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Mayor Catherine Pugh submitted her letter of resignation Thursday, effective immediately, amid the Healthy Holly scandal.
Mayor Catherine Pugh submitted her letter of resignation Thursday, effective immediately, amid the Healthy Holly scandal. (Amy Davis / Baltimore Sun)

Catherine Pugh’s resignation as Baltimore mayor trades one kind of uncertainty for another. We are spared now the possibility that a leader whose moral and political capital was erased by the Healthy Holly scandal would attempt to return to power, but we are confronted with more profound questions about the direction of the city. The 2016 election in which she won office and a new crop of City Council members swept into City Hall carried with it the hope for a post-Freddie Gray reordering of Baltimore policy and priorities. That dream was looking overly optimistic before the public had heard of Ms. Pugh’s sketchy book deals, and now, with her resignation in disgrace, it has been shattered.

Here’s what needs to happen if we are to pick up the pieces.

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Baltimore Mayor Catherine Pugh resigned Thursday, apologizing for the harm she has caused to the city’s image amid a growing scandal over her sales of a self-published children’s book series.

First, Bernard C. “Jack” Young, whose title has changed from City Council president to ex-officio mayor to now just mayor, needs to restore a sense of calm and stability to Baltimore. He’s done as good a job at that as one possibly could under the ambiguous circumstances of Ms. Pugh's indefinite leave of absence in the weeks since her physical and political health took simultaneous declines. But now that he doesn’t need to worry about the possibility that she could return to office at any time, he can and should assert himself — to an extent. Mr. Young should make sure he has the staff around him that he will need to keep the city running smoothly and to make wise decisions about whatever crises may come up before the next mayor takes over.

Here’s a chronological look at some key points of Catherine Pugh's tenure in Baltimore City Council, the Maryland General Assembly and as mayor of Baltimore.

But he was not elected mayor, and he has already made clear that he will not be auditioning for the job. (We hope he sticks to that; irrespective of his personal abilities, having someone in charge at this moment who isn’t driven by his own electoral prospects is good for the city.) Making sweeping changes in the city’s direction would be a mistake under these circumstances. A good model here is the approach Don Mohler took as Baltimore County executive after Kevin Kamenetz’s unexpected death last year. Kamenetz’s former chief of staff provided continuity but wasn't afraid to make decisions, even potentially controversial ones, when the occasion demanded it. Mr. Young doesn’t need to solve Baltimore’s problems in the next 20 months, but creating an atmosphere in which optimism is possible for the city again would be a major accomplishment.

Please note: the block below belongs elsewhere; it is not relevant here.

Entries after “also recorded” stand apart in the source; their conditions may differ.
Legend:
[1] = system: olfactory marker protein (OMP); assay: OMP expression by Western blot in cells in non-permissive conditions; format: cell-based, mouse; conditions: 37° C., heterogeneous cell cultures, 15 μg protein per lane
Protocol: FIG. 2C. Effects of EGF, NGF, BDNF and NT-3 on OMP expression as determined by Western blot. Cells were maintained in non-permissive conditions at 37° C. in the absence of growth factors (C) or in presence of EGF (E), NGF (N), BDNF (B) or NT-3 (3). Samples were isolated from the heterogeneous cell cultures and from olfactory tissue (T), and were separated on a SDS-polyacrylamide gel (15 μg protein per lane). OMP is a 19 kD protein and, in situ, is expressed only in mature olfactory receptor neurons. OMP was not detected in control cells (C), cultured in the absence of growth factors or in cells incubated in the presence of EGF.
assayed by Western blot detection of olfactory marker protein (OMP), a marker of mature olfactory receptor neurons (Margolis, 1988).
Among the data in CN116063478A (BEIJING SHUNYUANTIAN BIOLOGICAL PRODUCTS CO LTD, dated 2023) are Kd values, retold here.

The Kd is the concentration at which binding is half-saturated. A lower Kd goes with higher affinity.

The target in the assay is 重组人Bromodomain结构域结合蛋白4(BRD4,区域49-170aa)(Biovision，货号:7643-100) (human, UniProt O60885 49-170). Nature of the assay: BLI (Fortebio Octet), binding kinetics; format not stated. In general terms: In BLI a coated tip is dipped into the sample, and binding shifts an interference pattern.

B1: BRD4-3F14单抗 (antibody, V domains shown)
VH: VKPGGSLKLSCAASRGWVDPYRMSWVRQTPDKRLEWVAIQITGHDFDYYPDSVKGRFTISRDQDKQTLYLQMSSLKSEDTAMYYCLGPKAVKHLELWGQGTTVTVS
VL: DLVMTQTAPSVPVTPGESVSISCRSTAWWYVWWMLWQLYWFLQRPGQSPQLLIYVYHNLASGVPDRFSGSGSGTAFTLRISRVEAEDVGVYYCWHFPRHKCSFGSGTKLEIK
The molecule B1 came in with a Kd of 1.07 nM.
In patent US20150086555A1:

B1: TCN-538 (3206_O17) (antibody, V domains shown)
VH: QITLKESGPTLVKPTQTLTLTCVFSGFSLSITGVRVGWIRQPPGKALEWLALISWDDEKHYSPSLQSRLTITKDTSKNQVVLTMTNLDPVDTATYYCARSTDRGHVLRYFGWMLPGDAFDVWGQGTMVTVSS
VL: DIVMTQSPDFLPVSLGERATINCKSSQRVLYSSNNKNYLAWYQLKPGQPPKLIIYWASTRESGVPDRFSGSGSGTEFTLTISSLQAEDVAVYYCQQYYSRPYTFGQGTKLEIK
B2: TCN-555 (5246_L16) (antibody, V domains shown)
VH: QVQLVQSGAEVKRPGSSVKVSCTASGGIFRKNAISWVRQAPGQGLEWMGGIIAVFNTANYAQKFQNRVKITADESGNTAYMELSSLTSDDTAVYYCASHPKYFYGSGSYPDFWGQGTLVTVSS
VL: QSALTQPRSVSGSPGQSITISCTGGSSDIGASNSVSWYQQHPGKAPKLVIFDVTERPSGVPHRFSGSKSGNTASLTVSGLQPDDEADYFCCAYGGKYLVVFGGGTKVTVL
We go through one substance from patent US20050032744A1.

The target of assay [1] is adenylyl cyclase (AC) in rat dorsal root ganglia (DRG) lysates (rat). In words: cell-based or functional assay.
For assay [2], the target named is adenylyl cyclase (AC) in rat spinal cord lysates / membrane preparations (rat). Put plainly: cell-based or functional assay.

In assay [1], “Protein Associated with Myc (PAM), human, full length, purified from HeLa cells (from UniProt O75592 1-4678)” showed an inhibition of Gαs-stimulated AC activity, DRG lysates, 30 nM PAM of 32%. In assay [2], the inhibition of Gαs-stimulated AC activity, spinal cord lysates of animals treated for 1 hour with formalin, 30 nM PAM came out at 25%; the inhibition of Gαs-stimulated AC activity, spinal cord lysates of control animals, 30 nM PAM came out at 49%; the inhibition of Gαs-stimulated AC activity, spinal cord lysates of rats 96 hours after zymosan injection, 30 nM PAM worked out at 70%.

Second, we need inspired candidates for mayor. We need people who can connect with the residents of every corner of the city, who can think big and who can recruit the best and brightest to City Hall. We need someone who can take criticism, who can admit to mistakes and learn from them, who can recognize the talents and contributions of others. We need someone with a bold vision and the management skills to turn it into a reality.

Third, we need the rest of the state to recognize that this scandal does not define us as a city. The swiftness and unanimity with which Baltimore’s political leaders, business community and ordinary residents have condemned Ms. Pugh’s actions and demanded her resignation should demonstrate that. Do not allow the bad behavior of one — aided and abetted, we should note, by the University of Maryland Medical System, CareFirst BlueCross BlueShield, Kaiser Permanente and others — to feed cynicism about the entire city. Baltimore is still worthy of the care and assistance of its neighbors, whether that means the willingness of state lawmakers to provide the city schools with the aid they need to give Baltimore students an equal opportunity in life, or the willingness of suburbanites to go to an Orioles game or a downtown restaurant.

Finally, we need leaders whose honesty and ethics are utterly beyond reproach. We cannot afford even the slightest blemish.

Three years ago when we endorsed Ms. Pugh for mayor, we praised her ability to bring people together around common goals, her credibility as an experienced leader, her connections across racial and class lines and her focus on what was (and remains) an issue of utmost importance in Baltimore: the relationship between the police and the community. Those strengths manifested themselves to one degree or another during her time in office — for example, in her drive to get Baltimore’s police reform consent decree signed before the Trump administration took office or her multi-disciplinary Violence Reduction Initiative. But we also expressed reservations about some ethical clouds in her campaign related to fundraising and a scheme to bus voters to the polls. Little did we know that Ms. Pugh was already engaged in conduct that was far worse.

“We don't need a mayor who is guided solely by what she believes is legal, we need one who will do what is right,” we said at the time. That is more true now than ever.

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